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Tuesday, August 7, 2007

Cali flippers, the jig is up

Governor Ted signed a bill last week that will require tax withholding on the proceeds of all Oregon real estate sales where the seller is a nonresident of our fair state. It's to make sure that these out-of-staters pay the Oregon income tax (usually 9 percent) on any taxable gain that they realize on the sale. It looks as though the escrow agent must pull out of the proceeds, and forward to Salem in the seller's name, the lowest of three amounts: 4 percent of the value of the property; 4 percent of the net proceeds; or 10 percent of the gain included in taxable income. I don't know how a typical escrow agent could know the seller's taxable income, and so it looks as though the withholding in almost every case will be 4 percent of the price.

How will the escrow know whether the seller is an Oregon resident or not? If the seller swears that he or she is a resident, the agent can take that word as gospel and not withhold. Sounds a little loosey-goosey to me. And speaking of loopholes, the whole shebang doesn't take effect until January 1.

Comments (6)

The leg. should take it a step further and pass a law that doesn't allow out-of-staters (read: Californians) to buy property until they've lived in the state for two years.

I suspect that someone will challenge the new law on constitutional grounds -- that it impermissibly discriminates against out-of-state residents. But I would think that it would be upheld.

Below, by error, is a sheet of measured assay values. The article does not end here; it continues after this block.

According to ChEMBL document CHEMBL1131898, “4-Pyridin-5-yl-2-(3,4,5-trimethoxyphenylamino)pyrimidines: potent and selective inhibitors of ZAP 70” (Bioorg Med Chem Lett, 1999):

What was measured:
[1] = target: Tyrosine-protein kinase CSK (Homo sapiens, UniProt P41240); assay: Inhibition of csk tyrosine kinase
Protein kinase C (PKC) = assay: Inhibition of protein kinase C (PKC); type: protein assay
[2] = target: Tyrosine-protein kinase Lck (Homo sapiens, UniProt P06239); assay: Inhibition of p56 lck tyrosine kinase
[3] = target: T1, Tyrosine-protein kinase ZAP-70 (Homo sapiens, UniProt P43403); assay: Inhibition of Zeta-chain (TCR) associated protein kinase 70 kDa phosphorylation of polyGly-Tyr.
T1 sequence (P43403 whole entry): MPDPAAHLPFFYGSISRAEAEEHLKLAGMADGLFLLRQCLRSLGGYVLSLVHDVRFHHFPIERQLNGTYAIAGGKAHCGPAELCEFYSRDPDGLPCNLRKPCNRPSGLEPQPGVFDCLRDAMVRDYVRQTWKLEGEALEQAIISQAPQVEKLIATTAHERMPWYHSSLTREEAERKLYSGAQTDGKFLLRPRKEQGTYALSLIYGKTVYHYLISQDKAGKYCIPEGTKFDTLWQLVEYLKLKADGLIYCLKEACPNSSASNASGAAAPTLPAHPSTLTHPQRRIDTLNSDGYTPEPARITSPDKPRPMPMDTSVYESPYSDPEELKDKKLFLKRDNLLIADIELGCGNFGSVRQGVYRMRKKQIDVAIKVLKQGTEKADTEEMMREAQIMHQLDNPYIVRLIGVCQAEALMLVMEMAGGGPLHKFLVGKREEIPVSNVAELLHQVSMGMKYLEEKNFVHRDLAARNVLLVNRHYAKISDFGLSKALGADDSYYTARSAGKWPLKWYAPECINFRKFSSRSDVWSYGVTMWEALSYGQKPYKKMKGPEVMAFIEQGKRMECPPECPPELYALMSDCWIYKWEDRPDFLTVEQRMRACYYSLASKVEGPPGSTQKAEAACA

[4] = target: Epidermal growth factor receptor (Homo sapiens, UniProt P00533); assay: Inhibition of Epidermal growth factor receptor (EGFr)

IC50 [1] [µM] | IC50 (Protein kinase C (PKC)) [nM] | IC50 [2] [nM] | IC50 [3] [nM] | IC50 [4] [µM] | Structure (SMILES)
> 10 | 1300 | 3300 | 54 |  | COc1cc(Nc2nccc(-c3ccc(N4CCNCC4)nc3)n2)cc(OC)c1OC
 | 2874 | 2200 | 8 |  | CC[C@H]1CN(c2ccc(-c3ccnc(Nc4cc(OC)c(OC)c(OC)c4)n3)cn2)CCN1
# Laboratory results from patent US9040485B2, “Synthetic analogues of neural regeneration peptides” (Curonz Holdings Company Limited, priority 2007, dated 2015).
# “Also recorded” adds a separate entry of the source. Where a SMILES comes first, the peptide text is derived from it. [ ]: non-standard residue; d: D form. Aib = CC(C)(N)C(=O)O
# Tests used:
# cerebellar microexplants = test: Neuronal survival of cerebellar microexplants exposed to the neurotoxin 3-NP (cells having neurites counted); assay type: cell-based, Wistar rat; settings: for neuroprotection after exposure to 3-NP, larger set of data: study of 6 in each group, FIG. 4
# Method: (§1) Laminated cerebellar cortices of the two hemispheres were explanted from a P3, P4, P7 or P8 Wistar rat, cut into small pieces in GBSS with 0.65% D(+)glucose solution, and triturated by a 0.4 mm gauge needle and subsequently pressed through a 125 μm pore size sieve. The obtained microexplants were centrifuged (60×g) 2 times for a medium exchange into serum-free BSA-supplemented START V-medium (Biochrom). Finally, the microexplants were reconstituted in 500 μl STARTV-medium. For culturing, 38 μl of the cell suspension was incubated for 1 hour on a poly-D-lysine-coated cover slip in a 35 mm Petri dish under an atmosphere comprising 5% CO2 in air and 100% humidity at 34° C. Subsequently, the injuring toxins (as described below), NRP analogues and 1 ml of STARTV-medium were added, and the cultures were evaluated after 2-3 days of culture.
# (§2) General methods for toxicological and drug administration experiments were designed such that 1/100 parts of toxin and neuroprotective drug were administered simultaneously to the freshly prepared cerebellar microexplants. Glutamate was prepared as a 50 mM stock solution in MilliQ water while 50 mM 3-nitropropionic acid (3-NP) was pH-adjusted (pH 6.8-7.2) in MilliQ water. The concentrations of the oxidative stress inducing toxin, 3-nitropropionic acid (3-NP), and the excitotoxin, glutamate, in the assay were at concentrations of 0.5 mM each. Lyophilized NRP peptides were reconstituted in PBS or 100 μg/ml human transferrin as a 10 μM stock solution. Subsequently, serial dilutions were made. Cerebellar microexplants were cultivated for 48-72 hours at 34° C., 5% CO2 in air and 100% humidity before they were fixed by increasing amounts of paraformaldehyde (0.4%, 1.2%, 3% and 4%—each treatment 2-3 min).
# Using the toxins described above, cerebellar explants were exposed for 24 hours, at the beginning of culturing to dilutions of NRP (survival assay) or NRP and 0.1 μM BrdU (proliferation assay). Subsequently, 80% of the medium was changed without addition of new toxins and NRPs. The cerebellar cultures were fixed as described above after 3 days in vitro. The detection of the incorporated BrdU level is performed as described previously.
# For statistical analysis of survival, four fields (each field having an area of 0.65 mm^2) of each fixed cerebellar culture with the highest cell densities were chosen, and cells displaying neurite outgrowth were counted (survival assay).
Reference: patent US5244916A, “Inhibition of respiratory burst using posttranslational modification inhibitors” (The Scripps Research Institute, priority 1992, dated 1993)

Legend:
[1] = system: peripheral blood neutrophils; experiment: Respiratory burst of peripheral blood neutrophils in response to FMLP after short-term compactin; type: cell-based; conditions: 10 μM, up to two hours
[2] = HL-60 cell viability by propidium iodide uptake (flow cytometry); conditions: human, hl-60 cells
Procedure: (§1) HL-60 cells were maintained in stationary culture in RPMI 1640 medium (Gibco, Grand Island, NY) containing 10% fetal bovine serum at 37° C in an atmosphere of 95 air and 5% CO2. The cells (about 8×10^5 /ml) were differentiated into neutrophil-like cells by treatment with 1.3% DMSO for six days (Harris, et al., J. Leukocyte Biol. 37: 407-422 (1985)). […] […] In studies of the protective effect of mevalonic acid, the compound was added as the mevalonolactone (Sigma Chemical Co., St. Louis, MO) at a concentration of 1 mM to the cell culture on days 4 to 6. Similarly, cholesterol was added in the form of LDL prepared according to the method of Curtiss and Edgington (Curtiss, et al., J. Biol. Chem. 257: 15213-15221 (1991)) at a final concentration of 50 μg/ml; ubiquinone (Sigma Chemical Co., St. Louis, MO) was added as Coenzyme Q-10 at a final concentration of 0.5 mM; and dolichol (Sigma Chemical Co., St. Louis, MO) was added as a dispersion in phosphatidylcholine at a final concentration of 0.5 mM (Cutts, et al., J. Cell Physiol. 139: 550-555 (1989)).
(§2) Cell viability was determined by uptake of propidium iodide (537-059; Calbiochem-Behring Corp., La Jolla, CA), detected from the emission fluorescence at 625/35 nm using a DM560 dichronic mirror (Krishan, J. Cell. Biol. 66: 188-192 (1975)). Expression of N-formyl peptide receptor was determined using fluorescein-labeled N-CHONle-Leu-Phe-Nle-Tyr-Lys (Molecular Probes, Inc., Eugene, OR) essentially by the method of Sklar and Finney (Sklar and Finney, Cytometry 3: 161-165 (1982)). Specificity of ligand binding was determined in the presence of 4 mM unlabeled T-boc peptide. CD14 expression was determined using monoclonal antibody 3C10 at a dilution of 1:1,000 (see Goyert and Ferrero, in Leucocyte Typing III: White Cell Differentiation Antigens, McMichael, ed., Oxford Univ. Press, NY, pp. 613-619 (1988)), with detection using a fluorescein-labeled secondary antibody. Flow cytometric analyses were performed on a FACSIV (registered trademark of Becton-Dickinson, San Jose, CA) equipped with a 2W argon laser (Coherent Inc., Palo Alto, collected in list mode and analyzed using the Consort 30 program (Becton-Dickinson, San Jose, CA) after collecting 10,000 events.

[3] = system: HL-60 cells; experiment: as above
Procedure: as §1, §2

What happens when the Seller is sending the money to an accomodator for a 1031 exchange?

wait what? out of staters not owning property?! and that it would be upheld?!

not only would that be a bizarre law that would never see the light of day in any legislature, it would get knocked down in an instant.

now, if you changed "out of state" people with "chinamen", and went back 100 years. OK. i could see that happen.


I didn't say that the commenter's proposed ban on out-of-staters owning property would be upheld. I said that I thought "the new law" would be upheld. Meaning the real one.

As for 1031 deals, there's a definition of "agent" in the new law that may hold the answer.

"10 percent of the gain included in taxable income"

I thought Oregon's tax was 9%. Oh well, one more reason to put less demand on Oregon property. Remember those gains from 2001-2006, say goodbye forever.

Glad to hear open-minded people like Casey still exist. I assume he was born here like Homer and Gerding-Edlen? Look at what the natives have done to our city before you blame the Calis.

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